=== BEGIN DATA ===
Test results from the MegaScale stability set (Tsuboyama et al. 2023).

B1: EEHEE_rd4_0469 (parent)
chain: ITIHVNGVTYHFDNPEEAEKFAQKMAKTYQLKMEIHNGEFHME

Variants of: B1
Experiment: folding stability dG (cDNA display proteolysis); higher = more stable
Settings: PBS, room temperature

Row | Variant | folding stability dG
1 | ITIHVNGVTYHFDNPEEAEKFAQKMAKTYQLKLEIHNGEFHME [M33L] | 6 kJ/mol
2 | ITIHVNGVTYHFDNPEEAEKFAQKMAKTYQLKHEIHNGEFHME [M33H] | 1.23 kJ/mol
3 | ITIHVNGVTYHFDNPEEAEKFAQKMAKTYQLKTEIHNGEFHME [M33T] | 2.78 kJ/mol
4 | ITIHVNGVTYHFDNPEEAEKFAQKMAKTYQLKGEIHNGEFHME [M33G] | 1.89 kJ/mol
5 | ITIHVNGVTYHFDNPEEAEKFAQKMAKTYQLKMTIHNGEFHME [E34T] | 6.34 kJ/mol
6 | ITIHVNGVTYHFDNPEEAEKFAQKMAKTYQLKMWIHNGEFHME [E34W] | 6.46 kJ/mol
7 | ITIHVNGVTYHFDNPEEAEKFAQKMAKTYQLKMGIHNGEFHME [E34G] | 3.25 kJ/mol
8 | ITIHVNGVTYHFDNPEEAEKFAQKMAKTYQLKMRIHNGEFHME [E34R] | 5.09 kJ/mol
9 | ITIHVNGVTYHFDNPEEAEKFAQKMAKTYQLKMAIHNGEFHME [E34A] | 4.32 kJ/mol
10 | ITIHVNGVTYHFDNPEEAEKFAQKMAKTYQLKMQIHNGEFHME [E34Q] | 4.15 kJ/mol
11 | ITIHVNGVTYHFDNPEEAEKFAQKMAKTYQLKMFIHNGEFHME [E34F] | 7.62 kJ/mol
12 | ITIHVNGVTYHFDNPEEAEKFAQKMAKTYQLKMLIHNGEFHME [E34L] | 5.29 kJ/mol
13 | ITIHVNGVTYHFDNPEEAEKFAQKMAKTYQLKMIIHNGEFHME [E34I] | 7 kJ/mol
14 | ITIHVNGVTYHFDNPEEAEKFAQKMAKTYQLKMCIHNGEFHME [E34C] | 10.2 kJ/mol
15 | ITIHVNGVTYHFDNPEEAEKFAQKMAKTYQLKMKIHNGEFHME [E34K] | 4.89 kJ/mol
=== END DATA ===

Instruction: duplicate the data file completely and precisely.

Test results from the MegaScale stability set (Tsuboyama et al. 2023).

B1: EEHEE_rd4_0469 (parent)
chain: ITIHVNGVTYHFDNPEEAEKFAQKMAKTYQLKMEIHNGEFHME

Variants of: B1
Experiment: folding stability dG (cDNA display proteolysis); higher = more stable
Settings: PBS, room temperature

Row | Variant | folding stability dG
1 | ITIHVNGVTYHFDNPEEAEKFAQKMAKTYQLKLEIHNGEFHME [M33L] | 6 kJ/mol
2 | ITIHVNGVTYHFDNPEEAEKFAQKMAKTYQLKHEIHNGEFHME [M33H] | 1.23 kJ/mol
3 | ITIHVNGVTYHFDNPEEAEKFAQKMAKTYQLKTEIHNGEFHME [M33T] | 2.78 kJ/mol
4 | ITIHVNGVTYHFDNPEEAEKFAQKMAKTYQLKGEIHNGEFHME [M33G] | 1.89 kJ/mol
5 | ITIHVNGVTYHFDNPEEAEKFAQKMAKTYQLKMTIHNGEFHME [E34T] | 6.34 kJ/mol
6 | ITIHVNGVTYHFDNPEEAEKFAQKMAKTYQLKMWIHNGEFHME [E34W] | 6.46 kJ/mol
7 | ITIHVNGVTYHFDNPEEAEKFAQKMAKTYQLKMGIHNGEFHME [E34G] | 3.25 kJ/mol
8 | ITIHVNGVTYHFDNPEEAEKFAQKMAKTYQLKMRIHNGEFHME [E34R] | 5.09 kJ/mol
9 | ITIHVNGVTYHFDNPEEAEKFAQKMAKTYQLKMAIHNGEFHME [E34A] | 4.32 kJ/mol
10 | ITIHVNGVTYHFDNPEEAEKFAQKMAKTYQLKMQIHNGEFHME [E34Q] | 4.15 kJ/mol
11 | ITIHVNGVTYHFDNPEEAEKFAQKMAKTYQLKMFIHNGEFHME [E34F] | 7.62 kJ/mol
12 | ITIHVNGVTYHFDNPEEAEKFAQKMAKTYQLKMLIHNGEFHME [E34L] | 5.29 kJ/mol
13 | ITIHVNGVTYHFDNPEEAEKFAQKMAKTYQLKMIIHNGEFHME [E34I] | 7 kJ/mol
14 | ITIHVNGVTYHFDNPEEAEKFAQKMAKTYQLKMCIHNGEFHME [E34C] | 10.2 kJ/mol
15 | ITIHVNGVTYHFDNPEEAEKFAQKMAKTYQLKMKIHNGEFHME [E34K] | 4.89 kJ/mol